Tilapia nests, Gabon – Yann Arthus-Bertrand Photography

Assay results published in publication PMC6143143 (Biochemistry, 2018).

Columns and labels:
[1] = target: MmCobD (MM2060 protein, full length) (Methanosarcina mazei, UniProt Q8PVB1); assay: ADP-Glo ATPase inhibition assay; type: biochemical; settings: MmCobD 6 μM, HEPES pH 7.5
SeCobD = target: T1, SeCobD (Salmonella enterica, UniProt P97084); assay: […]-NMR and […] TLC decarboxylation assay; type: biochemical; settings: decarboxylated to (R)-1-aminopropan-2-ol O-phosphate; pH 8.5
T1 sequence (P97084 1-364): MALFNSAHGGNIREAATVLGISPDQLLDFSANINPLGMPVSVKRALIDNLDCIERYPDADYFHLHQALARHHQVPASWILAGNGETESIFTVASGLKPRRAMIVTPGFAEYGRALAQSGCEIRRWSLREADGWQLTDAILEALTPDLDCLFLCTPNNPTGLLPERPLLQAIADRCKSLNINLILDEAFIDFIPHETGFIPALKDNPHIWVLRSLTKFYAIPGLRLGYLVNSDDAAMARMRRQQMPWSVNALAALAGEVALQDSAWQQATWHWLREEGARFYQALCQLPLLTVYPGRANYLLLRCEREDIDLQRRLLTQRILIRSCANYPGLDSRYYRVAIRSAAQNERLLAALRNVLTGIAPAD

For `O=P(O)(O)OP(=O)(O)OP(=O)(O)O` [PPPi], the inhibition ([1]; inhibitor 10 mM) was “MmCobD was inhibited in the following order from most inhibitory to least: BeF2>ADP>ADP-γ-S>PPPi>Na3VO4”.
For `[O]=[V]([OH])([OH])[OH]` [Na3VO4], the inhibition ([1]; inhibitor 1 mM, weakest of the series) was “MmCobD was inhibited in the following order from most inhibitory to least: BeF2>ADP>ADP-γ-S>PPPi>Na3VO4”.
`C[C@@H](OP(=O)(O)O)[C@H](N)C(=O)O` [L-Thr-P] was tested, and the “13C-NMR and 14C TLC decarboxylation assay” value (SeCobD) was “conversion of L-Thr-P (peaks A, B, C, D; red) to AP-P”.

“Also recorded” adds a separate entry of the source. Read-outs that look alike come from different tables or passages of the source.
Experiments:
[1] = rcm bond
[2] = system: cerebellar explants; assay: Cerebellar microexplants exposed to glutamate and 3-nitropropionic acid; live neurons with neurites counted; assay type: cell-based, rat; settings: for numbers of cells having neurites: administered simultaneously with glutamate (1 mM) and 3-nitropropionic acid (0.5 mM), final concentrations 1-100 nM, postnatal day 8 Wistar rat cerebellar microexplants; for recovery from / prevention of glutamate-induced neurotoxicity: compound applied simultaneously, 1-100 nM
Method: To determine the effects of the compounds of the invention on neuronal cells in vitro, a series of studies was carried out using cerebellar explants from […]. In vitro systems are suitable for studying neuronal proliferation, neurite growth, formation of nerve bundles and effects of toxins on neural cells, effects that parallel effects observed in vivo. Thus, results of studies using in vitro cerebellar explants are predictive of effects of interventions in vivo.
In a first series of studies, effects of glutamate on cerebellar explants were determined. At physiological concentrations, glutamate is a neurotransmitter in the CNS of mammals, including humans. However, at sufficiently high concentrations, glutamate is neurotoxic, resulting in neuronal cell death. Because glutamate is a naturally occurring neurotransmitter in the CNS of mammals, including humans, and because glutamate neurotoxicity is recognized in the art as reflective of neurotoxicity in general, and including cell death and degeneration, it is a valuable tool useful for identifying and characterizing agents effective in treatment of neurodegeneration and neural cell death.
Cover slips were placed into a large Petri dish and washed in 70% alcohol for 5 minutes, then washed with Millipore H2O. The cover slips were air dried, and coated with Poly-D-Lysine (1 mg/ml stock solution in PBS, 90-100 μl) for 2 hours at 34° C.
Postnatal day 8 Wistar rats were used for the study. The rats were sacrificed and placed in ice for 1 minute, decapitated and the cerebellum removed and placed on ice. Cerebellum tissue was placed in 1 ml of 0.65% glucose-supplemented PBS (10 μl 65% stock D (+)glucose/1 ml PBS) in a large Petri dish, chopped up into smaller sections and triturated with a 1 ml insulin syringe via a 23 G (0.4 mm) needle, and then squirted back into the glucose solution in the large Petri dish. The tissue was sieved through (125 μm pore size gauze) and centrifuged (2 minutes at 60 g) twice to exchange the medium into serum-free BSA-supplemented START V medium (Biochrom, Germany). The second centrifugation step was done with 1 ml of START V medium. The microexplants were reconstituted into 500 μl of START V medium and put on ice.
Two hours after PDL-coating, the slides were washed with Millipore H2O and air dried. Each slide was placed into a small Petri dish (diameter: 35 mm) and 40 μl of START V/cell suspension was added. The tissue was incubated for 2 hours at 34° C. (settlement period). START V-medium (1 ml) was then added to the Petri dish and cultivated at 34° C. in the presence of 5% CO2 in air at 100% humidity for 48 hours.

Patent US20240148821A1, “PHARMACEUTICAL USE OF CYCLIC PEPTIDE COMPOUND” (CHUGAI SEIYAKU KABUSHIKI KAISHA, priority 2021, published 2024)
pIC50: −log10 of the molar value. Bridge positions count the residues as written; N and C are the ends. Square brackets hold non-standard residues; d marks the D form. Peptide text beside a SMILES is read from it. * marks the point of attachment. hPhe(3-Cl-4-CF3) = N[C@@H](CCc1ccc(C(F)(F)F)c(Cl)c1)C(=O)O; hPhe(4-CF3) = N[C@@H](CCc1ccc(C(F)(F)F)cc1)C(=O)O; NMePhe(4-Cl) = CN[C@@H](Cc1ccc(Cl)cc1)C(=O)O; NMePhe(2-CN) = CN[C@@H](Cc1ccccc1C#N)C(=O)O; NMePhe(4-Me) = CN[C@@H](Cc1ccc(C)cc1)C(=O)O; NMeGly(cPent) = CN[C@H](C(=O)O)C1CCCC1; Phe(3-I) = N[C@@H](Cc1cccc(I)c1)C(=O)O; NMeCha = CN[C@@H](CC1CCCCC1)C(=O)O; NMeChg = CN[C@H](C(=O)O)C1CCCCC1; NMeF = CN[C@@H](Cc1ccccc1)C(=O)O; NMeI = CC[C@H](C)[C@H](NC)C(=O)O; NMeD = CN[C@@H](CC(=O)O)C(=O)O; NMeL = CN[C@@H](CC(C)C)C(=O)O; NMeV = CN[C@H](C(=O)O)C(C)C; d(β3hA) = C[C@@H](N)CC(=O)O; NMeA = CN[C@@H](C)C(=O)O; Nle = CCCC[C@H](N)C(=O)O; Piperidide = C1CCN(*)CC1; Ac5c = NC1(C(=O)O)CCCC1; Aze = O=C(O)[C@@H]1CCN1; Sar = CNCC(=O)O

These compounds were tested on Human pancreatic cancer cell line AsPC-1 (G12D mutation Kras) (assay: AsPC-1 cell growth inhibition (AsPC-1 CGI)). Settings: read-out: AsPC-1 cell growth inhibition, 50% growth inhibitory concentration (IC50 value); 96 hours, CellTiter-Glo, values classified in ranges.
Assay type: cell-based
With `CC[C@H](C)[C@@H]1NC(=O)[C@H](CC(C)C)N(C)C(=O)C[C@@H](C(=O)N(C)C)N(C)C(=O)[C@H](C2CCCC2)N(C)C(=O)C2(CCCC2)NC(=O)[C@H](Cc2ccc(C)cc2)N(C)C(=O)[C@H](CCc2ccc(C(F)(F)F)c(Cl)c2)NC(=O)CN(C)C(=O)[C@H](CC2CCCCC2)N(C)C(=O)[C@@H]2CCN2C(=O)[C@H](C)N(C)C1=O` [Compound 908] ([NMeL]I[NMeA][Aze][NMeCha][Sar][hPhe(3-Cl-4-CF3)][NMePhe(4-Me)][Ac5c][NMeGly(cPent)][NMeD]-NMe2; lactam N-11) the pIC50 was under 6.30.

The climate here is equatorial, with two rainy seasons, a lesser one and a major one, separated by slightly less wet seasons. The amount of precipitation determines whether the waters of the Ogooué River are high or low. The low water level uncovers the sandbanks on which the river’s fish dig funnel-shaped nests to lay their eggs on the gravel. In 2008 the Gabonese authorities carried out experiments aimed at diversifying the species of fish farmed. The tilapia could be a new resource for the country’s fish farming for, though Africa remains the tilapia’s native continent, African production remains extremely limited and is often reserved for local exploitation. Discovered by developed countries in the past twenty years, tilapia are currently farmed in about a hundred countries. With an estimated production of 2.7 million T (2.4 million t) (including 2.2 million T from farming, half in China), the tilapia has experienced the strongest growth of any aquatic species in recent years. The tilapia’s diet is largely herbivorous, but it also eats mosquito larvae, which led to its initial introduction to Asia to battle malaria in flooded rice paddies. It grows quickly and can reach the market size of one pound in eight months. The development of tilapia production could be a viable alternative to the scarcity of wild species. Today, nearly half (43 percent) the fish consumed globally come from aquaculture.